One photographer's 14-year quest to capture the world's most interesting trees

The World
Avenue of Baobabs, Madagascar

Avenue of Baobabs, Madagascar.

Courtesy of Beth Moon

Growing up in the United Kingdom, photographer Beth Moon was surrounded by trees.

"I had a special connection with them and I used to play in them as a child," she recalls. So when Moon first picked up a camera in 1999 and started taking photos, trees were a natural subject.

One particular oak — called the Bowthorpe Oak, in England's Lincolnshire — helped kick-start Moon's 14-year photographic project on trees.

She was surprised to learn the oak had lost a major part of its branch after a violent storm. That's when the idea hit her: She should try and capture as many of world's ancient trees as possible before they disappeared.

Heart of the Dragon in Yemen

Heart of the Dragon in Yemen.

Credit:

Courtesy of Beth Moon

After word got out about her project, people from all over the world began sending Moon tips on which trees to photograph. She took those ideas and added her own research to find trees with significant histories or interesting stories behind them.

The project has taken her to far-flung places like Madagascar and the island of Socotra, off the Horn of Africa. Moon also went to Yemen, where she captured the Dragon's blood trees.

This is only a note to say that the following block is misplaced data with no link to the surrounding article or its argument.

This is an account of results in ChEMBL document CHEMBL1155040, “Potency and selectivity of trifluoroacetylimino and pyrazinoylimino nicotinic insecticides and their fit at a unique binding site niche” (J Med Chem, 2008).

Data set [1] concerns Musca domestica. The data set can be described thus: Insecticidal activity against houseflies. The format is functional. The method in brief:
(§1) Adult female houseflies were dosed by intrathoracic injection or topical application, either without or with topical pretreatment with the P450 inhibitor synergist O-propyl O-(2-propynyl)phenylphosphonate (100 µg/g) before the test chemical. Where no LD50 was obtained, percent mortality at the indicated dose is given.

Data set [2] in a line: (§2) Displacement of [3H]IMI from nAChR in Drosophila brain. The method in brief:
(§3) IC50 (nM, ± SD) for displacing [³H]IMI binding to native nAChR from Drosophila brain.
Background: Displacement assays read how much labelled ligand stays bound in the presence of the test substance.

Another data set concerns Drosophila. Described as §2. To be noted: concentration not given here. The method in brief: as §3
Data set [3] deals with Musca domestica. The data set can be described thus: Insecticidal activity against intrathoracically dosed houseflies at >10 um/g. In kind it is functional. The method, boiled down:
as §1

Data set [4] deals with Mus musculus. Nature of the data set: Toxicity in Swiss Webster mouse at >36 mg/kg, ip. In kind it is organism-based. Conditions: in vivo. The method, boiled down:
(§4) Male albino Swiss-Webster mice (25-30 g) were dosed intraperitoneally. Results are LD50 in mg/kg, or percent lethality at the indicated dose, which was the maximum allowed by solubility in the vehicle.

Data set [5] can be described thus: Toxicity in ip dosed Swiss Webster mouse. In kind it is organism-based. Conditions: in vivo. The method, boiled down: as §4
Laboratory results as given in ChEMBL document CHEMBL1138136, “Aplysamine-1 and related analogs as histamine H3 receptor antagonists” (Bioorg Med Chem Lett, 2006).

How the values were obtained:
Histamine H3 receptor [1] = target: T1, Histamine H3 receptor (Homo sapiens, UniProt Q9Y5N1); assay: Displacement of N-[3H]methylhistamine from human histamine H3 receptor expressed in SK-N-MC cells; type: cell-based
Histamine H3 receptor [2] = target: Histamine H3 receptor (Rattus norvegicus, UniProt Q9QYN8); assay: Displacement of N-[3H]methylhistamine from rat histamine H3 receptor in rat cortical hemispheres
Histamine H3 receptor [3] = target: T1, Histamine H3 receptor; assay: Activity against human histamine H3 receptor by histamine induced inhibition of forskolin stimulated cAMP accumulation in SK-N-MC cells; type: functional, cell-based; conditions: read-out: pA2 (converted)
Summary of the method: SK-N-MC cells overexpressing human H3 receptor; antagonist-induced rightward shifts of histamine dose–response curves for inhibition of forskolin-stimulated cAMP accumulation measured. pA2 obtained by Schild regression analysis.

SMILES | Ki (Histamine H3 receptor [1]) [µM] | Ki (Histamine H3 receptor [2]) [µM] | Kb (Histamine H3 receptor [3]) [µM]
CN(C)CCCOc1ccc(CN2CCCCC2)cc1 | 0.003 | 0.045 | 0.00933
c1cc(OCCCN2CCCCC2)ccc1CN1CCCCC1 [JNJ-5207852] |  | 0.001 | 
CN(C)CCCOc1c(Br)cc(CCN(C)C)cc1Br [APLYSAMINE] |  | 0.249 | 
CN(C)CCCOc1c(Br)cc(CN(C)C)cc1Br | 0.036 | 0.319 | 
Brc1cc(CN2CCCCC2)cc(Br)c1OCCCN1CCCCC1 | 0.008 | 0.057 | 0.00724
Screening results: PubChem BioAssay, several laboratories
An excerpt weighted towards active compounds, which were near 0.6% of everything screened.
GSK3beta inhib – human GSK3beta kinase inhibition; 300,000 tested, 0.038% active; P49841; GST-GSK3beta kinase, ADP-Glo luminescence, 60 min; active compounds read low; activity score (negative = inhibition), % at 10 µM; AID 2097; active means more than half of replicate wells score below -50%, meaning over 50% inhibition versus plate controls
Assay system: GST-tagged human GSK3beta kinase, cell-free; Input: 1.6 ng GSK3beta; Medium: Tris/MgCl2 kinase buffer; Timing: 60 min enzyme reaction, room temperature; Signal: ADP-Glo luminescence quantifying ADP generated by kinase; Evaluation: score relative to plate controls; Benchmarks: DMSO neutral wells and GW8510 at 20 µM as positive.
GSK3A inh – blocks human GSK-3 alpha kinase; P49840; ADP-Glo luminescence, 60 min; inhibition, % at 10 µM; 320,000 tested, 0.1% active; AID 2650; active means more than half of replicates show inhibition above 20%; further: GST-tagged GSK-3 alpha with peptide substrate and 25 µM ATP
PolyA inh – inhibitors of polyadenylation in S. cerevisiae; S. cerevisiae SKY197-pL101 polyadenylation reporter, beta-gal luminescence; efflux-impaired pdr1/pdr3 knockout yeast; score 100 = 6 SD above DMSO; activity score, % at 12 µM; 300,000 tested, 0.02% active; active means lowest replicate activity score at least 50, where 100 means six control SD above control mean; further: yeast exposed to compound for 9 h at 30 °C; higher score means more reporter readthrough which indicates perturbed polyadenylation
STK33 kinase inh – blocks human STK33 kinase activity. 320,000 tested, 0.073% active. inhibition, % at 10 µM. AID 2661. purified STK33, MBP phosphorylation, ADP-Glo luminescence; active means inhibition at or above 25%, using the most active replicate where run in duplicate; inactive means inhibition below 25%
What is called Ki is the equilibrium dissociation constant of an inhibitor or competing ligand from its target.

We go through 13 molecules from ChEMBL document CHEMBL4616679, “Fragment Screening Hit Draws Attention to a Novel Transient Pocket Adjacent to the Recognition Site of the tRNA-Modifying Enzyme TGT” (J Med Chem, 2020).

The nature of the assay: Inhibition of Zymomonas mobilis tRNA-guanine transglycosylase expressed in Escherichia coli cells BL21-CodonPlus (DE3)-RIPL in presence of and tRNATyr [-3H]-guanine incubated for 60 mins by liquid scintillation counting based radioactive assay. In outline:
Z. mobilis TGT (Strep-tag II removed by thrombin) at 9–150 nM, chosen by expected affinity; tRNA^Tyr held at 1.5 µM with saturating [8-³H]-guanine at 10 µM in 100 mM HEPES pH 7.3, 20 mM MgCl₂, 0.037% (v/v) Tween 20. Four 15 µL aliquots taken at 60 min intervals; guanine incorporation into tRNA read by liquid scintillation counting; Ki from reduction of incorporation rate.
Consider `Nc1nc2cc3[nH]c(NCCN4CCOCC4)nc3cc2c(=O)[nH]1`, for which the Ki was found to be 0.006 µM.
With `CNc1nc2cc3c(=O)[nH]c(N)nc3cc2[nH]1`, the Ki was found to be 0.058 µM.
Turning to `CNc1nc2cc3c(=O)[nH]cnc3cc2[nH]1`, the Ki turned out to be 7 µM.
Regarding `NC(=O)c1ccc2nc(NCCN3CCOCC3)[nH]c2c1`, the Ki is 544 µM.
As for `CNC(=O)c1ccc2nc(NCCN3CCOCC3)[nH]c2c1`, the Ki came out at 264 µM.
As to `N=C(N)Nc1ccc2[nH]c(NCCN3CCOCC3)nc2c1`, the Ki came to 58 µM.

"It looks like an umbrella blown inside out, and has a scarlet-colored resin from which it gets its name," Moon says. The resin is used to make dyes and medicines.

Moon also develops her photos using a 19th century method called the platinum process. It's labor-intensive, but it gives the photos their unique tones. "You get a sense that the metal goes into the paper and becomes part of the picture as opposed to just sitting on top of it," she explains.

The Yews of Wakehurst in England

The Yews of Wakehurst in England.

Credit:

Courtesy of Beth Moon

By photographing these rare and ancient trees, her hope is to raise awareness about the beauty and fragility of nature.

Moon recently found out about research that correlates tree growth with star light. So for her next project, Moon will focus on photographing trees under the night sky. She's already taken the first couple of photos in that series, and ending up sleeping under the trees in Yemen. "That was a huge treat," she says.

Moon's photos are published in a book called "Ancient Trees: Portraits of Time," which came out last September.

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